Awareness: Inner Landscape / Module 02 / Session 04

Reading time: 6.5 mins.

Before reading or writing, begin with a few moments or minutes of silent sitting or meditation. Close with the same.

Today, two poems from Zen master Sodō Yokoyama, a quiet fellow, also known as The Grass Flute Zen Master.

For Sodō, poetry was his religion, and he was a passionate preacher, in silence as much as through words.

Too shy to preach on street corners or at temples, Sodō set up his Temple Under the Sky in the corner of a park and began to preach his silent sermon. When someone asked him to play his music or sing his songs, he accommodated, but his main message was always zazen.

One of his epiphanies was when he sat in zazen in the mountains, and a pheasant appeared to join him. He later expressed it in the form of a waka poem (note: the possessive pronoun “my” is absent in the Japanese, this is significant, and in Chinese Zen poetry, there was a preference to not use the word “I” or “my”, as this one should be absent in one who has gained realisation):

years ago 
meditating in the mountains 
a pheasant appeared 
and stared at 
(my) zazen

The second poem I share with you today, is Sodō-sama’s death verse.

Three days before his death, Sodō-sama said “I am grateful to have been able to study Buddhism, I am grateful to have been able to obtain great peace. I was saved by the sunset,” writing the following verse:

the sunset 
unaware of the sunset 
is still the sunset

Poet: Sodō Yokoyama (1907—1980).
Source: The Grass Flute Zen Master: Sodō Yokoyama.
Author: Sodō Yokoyama, Arthur Braverman.

Today’s poems are by Sodō Yokoyama, Sōtō Zen master.

He sent the first poem to Okina, who commented that animals feel unthreatened when one’s attention is not on them. For Sodo-san the pheasant incident had an even deeper meaning than that of his mentor’s interpretation. Yes, the pheasant felt unthreatened by the zazen posture, but not because the attention was not on the bird. He believed that the zazen posture was an expression of a Universal consciousness, and hence unthreatening to the pheasant.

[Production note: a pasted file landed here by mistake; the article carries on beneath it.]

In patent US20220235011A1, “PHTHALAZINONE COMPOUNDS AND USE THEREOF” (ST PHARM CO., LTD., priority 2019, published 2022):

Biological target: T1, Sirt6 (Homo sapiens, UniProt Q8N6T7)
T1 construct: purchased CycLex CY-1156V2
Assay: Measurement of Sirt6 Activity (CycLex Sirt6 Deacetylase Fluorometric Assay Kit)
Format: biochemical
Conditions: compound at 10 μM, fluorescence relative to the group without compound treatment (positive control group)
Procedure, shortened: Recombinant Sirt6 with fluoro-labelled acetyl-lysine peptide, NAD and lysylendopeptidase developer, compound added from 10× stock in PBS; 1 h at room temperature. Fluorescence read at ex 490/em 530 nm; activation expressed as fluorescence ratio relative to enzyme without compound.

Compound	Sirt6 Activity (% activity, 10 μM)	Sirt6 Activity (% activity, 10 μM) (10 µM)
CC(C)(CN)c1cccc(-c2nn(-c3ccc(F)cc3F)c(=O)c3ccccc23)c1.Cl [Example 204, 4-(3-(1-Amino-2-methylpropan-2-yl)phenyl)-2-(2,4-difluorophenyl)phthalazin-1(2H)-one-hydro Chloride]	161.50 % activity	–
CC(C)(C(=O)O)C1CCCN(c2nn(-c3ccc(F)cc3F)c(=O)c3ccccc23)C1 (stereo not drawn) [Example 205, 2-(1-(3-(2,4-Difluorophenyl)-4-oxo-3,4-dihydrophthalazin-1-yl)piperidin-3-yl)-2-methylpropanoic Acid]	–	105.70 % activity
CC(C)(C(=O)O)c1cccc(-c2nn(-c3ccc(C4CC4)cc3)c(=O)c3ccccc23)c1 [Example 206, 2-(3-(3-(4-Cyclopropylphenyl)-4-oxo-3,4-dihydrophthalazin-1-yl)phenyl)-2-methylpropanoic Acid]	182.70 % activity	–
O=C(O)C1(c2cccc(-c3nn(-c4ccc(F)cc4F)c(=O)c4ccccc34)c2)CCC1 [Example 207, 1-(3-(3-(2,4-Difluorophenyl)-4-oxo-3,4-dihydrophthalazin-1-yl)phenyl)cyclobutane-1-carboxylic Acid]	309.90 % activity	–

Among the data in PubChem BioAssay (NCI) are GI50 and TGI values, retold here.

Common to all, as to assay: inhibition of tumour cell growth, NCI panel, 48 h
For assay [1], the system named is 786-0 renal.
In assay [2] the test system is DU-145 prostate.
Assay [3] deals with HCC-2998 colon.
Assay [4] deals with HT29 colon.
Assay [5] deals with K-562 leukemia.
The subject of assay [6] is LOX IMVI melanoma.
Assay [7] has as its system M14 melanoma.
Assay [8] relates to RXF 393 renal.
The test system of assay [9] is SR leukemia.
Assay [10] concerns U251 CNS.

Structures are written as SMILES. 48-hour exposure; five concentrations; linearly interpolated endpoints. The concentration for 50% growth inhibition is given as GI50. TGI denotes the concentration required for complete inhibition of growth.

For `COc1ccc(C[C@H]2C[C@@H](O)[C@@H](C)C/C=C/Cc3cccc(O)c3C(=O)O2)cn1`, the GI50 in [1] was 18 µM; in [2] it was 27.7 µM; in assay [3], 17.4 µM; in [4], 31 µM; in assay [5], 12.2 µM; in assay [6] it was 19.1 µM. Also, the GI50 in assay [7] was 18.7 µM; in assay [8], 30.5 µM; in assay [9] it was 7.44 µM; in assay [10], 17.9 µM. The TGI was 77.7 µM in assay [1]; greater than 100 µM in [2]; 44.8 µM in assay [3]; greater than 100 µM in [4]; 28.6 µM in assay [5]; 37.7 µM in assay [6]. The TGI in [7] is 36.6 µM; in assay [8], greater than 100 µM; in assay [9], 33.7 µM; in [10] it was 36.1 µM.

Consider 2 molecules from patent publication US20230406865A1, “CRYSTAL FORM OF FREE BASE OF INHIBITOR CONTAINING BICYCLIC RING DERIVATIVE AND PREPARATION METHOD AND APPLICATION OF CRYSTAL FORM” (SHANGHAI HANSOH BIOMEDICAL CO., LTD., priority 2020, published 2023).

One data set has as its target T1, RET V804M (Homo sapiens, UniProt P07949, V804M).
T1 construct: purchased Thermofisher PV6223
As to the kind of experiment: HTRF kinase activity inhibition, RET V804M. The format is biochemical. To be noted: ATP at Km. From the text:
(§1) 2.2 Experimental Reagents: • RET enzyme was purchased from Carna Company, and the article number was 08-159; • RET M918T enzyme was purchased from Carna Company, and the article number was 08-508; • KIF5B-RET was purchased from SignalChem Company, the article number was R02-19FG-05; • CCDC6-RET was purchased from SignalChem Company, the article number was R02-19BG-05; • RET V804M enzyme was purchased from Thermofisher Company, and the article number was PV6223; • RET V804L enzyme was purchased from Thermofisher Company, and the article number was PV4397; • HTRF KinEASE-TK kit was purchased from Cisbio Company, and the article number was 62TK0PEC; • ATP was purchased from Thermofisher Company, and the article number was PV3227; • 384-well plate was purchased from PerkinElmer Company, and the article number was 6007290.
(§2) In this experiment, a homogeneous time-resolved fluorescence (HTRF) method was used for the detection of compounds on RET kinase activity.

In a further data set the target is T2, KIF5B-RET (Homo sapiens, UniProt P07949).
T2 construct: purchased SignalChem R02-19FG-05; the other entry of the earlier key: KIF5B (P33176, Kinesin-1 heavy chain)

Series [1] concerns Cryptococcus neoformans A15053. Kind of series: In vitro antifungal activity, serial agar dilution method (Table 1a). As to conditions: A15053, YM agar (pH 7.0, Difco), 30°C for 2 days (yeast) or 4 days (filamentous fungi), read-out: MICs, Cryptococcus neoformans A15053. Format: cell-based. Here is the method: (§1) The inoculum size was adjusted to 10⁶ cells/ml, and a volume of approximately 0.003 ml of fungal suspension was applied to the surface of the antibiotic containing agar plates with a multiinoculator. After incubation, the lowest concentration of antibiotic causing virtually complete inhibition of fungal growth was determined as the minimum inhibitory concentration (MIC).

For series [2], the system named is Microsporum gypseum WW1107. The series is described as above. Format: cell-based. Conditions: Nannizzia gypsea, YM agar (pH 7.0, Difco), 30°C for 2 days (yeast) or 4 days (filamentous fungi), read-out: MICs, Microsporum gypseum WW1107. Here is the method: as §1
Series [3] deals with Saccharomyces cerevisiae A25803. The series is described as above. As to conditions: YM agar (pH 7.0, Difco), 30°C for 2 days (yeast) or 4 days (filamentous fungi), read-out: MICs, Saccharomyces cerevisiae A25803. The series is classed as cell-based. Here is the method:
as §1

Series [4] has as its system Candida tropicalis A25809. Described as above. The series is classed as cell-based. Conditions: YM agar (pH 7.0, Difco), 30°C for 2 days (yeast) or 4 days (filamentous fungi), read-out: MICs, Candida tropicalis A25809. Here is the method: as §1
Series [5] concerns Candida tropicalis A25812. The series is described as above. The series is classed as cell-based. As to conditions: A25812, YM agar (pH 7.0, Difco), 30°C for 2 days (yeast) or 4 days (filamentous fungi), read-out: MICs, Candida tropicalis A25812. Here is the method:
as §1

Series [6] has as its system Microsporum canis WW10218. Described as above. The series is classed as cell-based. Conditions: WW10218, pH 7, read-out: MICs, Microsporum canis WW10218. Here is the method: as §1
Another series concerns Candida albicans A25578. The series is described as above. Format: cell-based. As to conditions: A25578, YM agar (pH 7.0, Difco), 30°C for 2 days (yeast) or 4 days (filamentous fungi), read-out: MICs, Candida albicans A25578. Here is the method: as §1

— Arthur Braverman, The Grass Flute Zen Master: Sodō Yokoyama.

Interestingly, he composed mostly waka, not haiku, although many of his contemporaries studied and wrote haiku. For Sodō, it seemed, he needed the additional space to express his teaching, and yet he said:

In “The Woods Where I Stand”, he stated that one who didn’t study Bashō, the famed haiku poet, could never create true poetry. He added that the tradition handed down by Bashō allowed one to see the beauty in Japan, in the world, and in the universe.

— Arthur Braverman, The Grass Flute Zen Master: Sodō Yokoyama.

The term waka originally encompassed a number of differing forms, principally tanka ("short poem") and chōka (“long poem"), but also including bussokusekika, sedōka (“memorized poem") and katauta ("poem fragment"). These last three forms, however, fell into disuse at the beginning of the Heian period, and chōka vanished soon afterwards. Thus, the term waka came in time to refer only to tanka. [Wikipedia.]

But let’s not get caught up to much by form right now, as it is the aspect of awareness and the inner landscape that we’re paying attention to in this module. It’s sufficient to note that whilst haiku wasn’t his main form, Sodō highly ranked the writings and teachings of Bashō, whom is a quiet guiding force in my own poetic life.

Reading and contemplating these two verses, we can see how Sodō-sama used words to express the wordless. Silence speaking through his brief poems. Silence, zazen (Zen silent sitting meditation) was the author of the first poem. Truth, another word for the Great Silence, spoke through him in the second poem, his death verse.

Consider it for a moment. Is he describing a sunset? Or using it as a metaphor for the Self, also know as our Original Face in Zen. In this aspect, the poem becomes:

the self 
unaware of the self 
is still the self

Using the language of the sunset, it equates to the wordless, becoming a wordless teaching.